Using PostgreSQL with Payara Server

Photo of Jonathan Coustick by Jonathan Coustick

PostgreSQL is a fully SQL-Compliant relational database you can use with Payara Server and with no commercial licensing requirements it is well suited for production environments. This blog will show you how to set up a new PostgreSQL installation on Ubuntu and connect to it from Payara Server.


To install PostgreSQL on Ubuntu based distributions:


sudo apt-get install postgres postgres-client postgresql-contrib


Download the JDBC driver from and then add it to Payara Server by running:

asadmin> add-library /path/to/download/jdbcdriver.jar`

Login to Postgres with the default account by running the commands:


sudo -i -u postgres



You now need to set a password for the PostgreSQL user on the database. Do so with:

\password postgres

and then enter the new password when prompted.


For full functionality of PostgreSQL, server instrumentation must be enabled, you do this by running the command in Postgres 


You will notice there are two pools already.  These are the default server pools and are not recommended for production usage. A new connection pool is needed for PostgreSQL, which you can create by clicking the New button.




Now to create a connection pool. For this tutorial the admin console will be used, but this can be done using asadmin commands or web.xml. The pool name is how the connection pool is to be referred to within Payara Server, for this tutorial I will call it postgresqlpool. Set the resource type to javax.sql.DataSource and the database driver vendor to PostgreSQL. Then click Next.




On the next page, scroll down to the bottom where there is the additional properties table. There you must set the following properties in order to be able to connect:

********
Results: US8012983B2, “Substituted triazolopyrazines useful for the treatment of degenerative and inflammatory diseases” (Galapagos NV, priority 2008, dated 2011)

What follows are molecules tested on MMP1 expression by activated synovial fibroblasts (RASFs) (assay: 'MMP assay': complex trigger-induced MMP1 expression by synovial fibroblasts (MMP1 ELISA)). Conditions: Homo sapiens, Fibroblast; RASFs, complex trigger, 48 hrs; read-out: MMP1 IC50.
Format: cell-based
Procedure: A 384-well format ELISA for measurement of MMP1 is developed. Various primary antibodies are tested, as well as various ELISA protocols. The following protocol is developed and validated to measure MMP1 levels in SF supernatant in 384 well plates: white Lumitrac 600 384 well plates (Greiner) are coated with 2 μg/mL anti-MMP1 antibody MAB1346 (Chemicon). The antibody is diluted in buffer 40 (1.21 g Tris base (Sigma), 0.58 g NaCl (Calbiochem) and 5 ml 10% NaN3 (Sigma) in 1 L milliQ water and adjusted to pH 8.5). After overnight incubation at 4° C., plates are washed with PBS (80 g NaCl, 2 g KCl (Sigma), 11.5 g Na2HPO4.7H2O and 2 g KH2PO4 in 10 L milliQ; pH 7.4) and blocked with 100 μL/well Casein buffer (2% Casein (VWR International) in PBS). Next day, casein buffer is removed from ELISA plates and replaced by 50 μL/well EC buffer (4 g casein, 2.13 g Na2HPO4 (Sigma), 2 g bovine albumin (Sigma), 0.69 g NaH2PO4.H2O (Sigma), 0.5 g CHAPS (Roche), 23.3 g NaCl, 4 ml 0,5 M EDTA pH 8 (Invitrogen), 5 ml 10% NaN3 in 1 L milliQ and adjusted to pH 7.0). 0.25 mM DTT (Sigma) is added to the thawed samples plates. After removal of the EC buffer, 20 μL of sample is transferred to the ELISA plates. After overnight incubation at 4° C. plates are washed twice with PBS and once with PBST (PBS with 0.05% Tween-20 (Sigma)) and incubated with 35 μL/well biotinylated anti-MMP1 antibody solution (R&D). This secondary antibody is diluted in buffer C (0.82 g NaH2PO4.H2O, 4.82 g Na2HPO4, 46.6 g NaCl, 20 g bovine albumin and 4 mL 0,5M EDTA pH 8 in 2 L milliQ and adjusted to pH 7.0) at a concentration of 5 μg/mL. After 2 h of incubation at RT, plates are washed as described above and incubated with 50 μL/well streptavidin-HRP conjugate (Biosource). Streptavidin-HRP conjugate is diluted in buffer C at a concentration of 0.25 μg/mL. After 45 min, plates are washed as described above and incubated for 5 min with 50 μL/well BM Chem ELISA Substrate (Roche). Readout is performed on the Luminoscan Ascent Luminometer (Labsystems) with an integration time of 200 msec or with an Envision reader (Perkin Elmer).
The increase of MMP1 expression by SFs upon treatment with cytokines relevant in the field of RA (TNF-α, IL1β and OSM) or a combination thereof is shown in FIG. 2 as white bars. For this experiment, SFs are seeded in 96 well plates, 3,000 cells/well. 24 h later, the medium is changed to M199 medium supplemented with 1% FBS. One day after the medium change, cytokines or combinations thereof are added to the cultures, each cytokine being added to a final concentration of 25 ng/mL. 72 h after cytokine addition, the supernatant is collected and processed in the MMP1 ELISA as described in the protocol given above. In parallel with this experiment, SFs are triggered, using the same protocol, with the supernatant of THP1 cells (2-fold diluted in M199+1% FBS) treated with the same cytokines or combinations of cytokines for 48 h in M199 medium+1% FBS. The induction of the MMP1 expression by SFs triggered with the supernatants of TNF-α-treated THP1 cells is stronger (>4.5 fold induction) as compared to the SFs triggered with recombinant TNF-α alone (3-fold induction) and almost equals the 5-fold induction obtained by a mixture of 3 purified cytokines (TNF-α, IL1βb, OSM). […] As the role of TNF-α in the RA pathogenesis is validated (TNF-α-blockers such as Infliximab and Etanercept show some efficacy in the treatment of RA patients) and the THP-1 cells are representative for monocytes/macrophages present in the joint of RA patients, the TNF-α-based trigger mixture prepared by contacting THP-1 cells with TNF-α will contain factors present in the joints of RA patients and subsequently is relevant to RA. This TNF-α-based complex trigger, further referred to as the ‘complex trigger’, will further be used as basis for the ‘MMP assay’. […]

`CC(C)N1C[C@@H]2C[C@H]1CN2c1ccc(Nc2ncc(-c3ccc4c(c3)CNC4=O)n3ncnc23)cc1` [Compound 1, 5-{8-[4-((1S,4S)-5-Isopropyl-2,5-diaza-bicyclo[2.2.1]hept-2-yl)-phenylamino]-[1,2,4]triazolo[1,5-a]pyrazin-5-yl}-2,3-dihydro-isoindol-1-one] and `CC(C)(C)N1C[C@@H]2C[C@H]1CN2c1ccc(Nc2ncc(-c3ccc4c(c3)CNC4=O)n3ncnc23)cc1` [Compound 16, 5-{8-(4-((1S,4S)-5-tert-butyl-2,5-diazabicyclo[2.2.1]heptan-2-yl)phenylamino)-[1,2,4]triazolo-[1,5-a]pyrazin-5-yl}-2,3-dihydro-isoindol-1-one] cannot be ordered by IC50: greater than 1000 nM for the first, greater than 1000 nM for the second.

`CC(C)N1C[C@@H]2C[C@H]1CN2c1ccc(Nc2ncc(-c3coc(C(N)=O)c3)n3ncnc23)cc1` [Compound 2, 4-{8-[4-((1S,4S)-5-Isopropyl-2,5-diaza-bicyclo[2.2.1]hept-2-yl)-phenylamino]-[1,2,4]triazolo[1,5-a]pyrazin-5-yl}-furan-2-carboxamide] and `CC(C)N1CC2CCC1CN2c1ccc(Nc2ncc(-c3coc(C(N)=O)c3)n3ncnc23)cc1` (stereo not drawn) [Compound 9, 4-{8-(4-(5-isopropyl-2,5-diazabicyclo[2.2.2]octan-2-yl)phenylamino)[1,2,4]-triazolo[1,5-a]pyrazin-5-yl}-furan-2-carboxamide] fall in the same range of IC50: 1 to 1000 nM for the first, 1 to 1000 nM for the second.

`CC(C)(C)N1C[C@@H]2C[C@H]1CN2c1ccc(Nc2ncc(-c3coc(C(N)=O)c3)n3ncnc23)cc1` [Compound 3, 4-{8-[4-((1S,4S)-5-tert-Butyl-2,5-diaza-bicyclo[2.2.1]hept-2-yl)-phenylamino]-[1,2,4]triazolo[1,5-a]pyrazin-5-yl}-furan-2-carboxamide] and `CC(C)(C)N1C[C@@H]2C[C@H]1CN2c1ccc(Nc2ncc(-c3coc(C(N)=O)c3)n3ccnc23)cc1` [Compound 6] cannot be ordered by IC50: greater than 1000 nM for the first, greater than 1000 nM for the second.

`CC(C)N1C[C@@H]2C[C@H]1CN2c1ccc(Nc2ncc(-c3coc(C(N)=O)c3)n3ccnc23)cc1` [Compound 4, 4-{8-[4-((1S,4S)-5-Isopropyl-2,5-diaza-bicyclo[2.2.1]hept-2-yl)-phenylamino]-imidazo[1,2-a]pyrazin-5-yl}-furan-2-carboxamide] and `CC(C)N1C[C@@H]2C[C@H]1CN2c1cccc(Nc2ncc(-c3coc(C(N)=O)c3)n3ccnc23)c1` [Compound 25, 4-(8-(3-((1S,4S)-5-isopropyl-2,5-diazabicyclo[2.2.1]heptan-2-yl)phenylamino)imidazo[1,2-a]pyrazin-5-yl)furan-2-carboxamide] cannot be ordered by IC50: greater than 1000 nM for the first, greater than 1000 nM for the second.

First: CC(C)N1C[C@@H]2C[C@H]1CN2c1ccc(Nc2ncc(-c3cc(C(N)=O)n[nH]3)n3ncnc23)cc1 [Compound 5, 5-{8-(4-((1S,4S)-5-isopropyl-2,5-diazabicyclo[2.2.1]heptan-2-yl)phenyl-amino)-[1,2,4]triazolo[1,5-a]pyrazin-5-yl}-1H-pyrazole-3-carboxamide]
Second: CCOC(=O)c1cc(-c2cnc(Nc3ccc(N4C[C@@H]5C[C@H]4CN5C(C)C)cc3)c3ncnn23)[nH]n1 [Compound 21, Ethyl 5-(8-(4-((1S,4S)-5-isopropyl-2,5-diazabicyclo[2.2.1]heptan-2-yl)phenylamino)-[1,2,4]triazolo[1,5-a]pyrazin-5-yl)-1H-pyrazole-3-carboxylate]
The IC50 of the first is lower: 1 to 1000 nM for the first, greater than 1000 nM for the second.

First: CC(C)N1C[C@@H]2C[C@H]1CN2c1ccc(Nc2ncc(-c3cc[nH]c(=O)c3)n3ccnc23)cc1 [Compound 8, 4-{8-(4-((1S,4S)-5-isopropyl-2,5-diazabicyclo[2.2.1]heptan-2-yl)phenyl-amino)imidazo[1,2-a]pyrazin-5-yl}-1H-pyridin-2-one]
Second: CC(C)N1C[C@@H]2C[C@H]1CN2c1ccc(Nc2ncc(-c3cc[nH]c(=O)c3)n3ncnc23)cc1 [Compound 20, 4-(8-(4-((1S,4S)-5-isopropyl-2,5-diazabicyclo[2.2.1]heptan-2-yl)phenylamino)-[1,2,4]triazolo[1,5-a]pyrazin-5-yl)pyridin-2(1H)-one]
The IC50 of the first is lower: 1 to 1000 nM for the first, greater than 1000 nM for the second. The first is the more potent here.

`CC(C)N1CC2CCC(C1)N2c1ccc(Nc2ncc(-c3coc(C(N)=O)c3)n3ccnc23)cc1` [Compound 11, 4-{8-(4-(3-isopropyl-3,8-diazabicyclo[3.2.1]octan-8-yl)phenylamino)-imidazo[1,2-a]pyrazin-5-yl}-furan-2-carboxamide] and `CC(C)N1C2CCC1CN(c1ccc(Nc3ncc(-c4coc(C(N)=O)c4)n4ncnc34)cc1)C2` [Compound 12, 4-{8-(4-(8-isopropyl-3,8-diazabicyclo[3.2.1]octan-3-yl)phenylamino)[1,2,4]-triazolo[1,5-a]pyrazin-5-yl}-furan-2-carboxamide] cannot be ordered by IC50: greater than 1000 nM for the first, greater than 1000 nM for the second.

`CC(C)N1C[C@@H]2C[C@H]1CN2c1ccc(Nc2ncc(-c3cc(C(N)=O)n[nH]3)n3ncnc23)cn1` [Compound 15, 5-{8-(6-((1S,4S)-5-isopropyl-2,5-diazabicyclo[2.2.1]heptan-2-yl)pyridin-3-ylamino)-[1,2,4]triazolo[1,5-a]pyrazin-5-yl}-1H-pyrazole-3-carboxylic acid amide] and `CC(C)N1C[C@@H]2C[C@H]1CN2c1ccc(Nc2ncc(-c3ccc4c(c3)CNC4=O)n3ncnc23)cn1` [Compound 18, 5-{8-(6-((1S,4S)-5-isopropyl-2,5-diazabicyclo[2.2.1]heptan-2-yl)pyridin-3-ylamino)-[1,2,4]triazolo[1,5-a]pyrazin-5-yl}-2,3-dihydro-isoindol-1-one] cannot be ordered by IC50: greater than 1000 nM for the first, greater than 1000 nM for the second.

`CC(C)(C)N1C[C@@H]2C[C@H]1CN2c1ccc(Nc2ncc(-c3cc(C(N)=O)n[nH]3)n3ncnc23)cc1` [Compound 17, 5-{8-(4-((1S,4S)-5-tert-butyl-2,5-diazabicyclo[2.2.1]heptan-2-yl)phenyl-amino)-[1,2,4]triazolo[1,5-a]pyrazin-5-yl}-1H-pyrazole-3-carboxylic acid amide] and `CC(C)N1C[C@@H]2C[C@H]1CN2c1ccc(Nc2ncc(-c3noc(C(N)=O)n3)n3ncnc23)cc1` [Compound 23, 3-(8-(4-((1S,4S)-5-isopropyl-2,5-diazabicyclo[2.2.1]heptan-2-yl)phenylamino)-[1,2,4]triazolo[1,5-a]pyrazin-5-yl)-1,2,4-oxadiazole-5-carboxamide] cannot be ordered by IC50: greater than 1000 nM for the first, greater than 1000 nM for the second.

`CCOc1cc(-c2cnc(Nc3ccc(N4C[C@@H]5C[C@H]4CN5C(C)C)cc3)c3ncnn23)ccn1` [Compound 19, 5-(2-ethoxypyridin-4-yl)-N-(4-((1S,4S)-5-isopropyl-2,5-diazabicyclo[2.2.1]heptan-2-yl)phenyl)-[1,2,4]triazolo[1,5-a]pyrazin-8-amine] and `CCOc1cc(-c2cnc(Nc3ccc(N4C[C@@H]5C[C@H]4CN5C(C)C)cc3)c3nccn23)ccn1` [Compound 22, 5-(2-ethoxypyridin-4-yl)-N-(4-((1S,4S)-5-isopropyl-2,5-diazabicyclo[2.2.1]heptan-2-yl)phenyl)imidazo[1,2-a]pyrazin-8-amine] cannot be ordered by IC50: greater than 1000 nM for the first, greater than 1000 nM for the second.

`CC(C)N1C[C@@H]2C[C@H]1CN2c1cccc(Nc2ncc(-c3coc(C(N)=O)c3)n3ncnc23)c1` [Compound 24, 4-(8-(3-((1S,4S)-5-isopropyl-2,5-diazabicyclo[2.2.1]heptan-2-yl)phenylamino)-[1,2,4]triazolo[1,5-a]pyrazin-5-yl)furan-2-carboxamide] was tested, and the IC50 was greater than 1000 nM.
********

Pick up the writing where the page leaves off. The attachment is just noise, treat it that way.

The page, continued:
• serverName – this is the location of the PostgreSQL server. Put in localhost.
  • User – the username for the database. In this case the default account which we edited earlier, postgres.
  • password  the password that you specified earlier. In production environments it is recommended that you use an alias. See Payara Documentation for more details.

You can leave the rest of the fields blank for now.




You can test the connection by clicking the ping button once the pool has been created. For more information on connection pools see the blog post here.  


4 - PostgreSQL Blog.png


Then go to Resources → JDBC → JDBC Resources and click on New.

Enter the JNDI name that you wish to use within your applications and set the pool name to be that of the pool set up in the previous step.




Now, you can inject a reference to a datasource for the PostgreSQL database inside a managed component like this:

@Resource(lookup = "jdbc/postgrespool")
DataSource ds;

Note that you can only use resources in a web container or a managed bean (i.e. CDI beans, EJBs etc.).



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